Thailand moves to legalise same-sex marriage

Thailand moves to legalise same-sex marriage
Pride parade in Bangkok in 2022Getty Images

After the lower apartment passed a bill granting constitutional recognition to same-sex marriage, Thailand has made a historic step closer to marriage equality.

To be laws, it also needs Senate approval and royal endorsement.

However, it is widely anticipated to occur by the end of 2024, making Thailand the sole South East Asian nation to recognize same-sex organizations.

In a region where such views are uncommon, it will strengthen Thailand’s status as a shelter for LGBTQ newlyweds.

” This is the beginning of justice. It’s not a universal solution to every concern but it’s the first step towards equality”, Danuphorn Punnakanta, an MP and president of the lower building’s committee on union justice, told congress while presenting a review of the bill. This law does not give them the right, but rather wants to return these privileges to this group of people.

The new legislation, which was passed by 400 of 415 of politicians current, will identify relationship as a collaboration between two people, instead of between a man and woman. And it will provide LGBTQ people equal rights to acquire marital tax savings, to inherit residence, and to provide medical care consent for colleagues who are incapacitated.

Thailand now has laws that ban prejudice over gender identity and sexual orientation and is, thus, seen as one of Asia’s most LGBTQ friendly governments.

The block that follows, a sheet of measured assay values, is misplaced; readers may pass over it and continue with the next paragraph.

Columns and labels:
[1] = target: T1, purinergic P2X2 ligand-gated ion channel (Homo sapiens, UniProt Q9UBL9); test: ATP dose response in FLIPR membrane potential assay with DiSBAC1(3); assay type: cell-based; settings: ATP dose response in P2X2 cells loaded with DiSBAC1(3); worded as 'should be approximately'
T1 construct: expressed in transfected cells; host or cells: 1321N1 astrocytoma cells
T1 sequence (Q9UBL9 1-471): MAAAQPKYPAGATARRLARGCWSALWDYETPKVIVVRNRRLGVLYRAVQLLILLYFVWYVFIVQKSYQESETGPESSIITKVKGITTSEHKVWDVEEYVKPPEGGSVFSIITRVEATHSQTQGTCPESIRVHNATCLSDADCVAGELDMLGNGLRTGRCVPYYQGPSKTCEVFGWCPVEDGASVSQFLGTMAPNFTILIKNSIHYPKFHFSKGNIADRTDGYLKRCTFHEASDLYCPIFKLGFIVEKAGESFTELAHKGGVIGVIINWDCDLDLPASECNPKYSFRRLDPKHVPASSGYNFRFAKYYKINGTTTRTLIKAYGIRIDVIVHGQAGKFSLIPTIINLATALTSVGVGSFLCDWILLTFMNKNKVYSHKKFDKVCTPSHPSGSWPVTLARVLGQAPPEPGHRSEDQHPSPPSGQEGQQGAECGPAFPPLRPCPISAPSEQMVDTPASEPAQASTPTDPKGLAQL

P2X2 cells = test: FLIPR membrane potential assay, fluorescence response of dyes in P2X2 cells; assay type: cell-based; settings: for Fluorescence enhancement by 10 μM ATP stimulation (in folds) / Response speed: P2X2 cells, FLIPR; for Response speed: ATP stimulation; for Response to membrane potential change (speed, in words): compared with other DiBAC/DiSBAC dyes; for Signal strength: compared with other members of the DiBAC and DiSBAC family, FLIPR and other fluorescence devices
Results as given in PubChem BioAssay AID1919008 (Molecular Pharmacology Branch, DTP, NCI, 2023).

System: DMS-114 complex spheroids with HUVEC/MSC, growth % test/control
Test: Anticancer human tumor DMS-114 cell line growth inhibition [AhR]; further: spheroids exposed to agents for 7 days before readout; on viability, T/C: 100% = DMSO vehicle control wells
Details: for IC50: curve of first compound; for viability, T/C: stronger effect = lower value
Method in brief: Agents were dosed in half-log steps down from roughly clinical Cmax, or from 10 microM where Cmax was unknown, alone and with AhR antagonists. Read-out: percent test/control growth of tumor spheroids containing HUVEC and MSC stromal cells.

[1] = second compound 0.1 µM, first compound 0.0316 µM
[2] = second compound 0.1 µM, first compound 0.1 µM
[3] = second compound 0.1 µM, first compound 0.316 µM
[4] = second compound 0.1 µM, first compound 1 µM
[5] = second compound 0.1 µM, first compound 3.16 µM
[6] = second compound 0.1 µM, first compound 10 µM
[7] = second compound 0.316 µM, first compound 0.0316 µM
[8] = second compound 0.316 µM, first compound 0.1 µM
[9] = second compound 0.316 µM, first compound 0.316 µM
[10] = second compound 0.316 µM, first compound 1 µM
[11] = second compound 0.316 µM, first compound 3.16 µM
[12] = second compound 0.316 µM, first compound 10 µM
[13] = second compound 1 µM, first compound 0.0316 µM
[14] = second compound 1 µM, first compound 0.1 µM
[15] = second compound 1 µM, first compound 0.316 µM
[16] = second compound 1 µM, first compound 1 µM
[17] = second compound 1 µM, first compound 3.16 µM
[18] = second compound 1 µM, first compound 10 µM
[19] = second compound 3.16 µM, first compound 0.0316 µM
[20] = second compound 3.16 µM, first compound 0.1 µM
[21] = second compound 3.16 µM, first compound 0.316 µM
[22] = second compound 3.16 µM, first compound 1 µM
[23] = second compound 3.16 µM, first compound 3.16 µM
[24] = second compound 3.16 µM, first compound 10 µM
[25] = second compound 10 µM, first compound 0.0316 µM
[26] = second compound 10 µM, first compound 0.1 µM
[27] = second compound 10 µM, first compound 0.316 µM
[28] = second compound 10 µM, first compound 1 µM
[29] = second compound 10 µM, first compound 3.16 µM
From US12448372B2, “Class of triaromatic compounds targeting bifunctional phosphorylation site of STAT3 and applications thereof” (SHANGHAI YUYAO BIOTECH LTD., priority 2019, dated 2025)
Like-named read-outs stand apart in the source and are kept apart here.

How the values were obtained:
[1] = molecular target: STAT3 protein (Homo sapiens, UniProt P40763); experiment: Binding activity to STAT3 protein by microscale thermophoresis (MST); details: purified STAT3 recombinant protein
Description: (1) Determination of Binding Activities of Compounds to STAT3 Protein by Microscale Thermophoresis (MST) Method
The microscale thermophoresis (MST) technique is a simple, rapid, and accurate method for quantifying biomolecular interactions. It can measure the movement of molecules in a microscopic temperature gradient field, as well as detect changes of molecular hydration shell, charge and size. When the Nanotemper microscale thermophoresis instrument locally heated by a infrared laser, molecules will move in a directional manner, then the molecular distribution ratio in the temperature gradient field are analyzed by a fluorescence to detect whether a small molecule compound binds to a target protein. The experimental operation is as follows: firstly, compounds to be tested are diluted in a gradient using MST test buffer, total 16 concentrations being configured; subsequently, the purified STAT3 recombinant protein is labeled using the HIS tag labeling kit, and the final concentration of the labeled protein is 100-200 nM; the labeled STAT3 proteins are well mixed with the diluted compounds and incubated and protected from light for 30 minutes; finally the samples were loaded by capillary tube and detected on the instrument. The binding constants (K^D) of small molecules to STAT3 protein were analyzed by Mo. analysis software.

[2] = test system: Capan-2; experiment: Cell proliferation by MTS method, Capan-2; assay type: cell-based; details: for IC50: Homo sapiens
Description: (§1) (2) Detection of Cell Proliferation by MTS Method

However, it has taken many years of fighting to bring same-sex couples to marriage equality.

Despite widespread public support, previous efforts to legalize same-sex relationship failed. A late last year survey by the government revealed that 96.6 % of respondents were in favor of the bill.

” Yes, I’m watching the political debate and keeping my hands crossed”, says Phisit Sirihirunchai, a 35- season- old boldly gay police agent. ” I’m happy and presently anticipating that it will actually occur. I’m getting closer to having my dreams come true.

Phisit and his companion, who have been dating for more than five decades, have said they intend to get married when the new law becomes law.

Prior to the election of last year, many political parties made the promise to recognize same-sex unions in their campaigns. Sretta Thavisin, the prime minister, has also shown vigor in his aid since taking office in September of this year.

The lower house approved four bills in December to allow same-sex unions. A was proposed by Mr. Thavisin’s management, and three others by opposition parties. The lower apartment passed a bill on Wednesday that combined these into a single invoice.

Despite the high profile of transgender populations in Thailand, the Thai legislature has so far rejected proposals to change gender identities.

Thailand continues to excel in South East Asia, where same-sex connection is prohibited in some nations. It’s also an oddity in Asia.

In 2019, Taiwan’s congress became the first in Asia to legalise similar- sexual relationship. Nepal’s first same-sex union was announced in November of last year, five months after the Supreme Court upheld its favor.
The government, which said it would set up a panel that would decide on more legal rights for same-sex couples, made the decision just one month after India’s top court had ruled against it.
The LGBTQ community has also been fighting for marriage equality in Japan, where district courts have ruled that the ban is unconstitutional. Polls reveal widespread support for it, but fierce opposition from the ruling party’s older, traditional ranks has stymied efforts.

In addition to changing its constitution, Singapore changed its constitution to prevent the courts from challenging the definition of marriage as one between a man and a woman. The colonial-era law that outlawed gay sex in 2022 was also changed.

Additional reporting by the BBC’s Thanyarat Doksone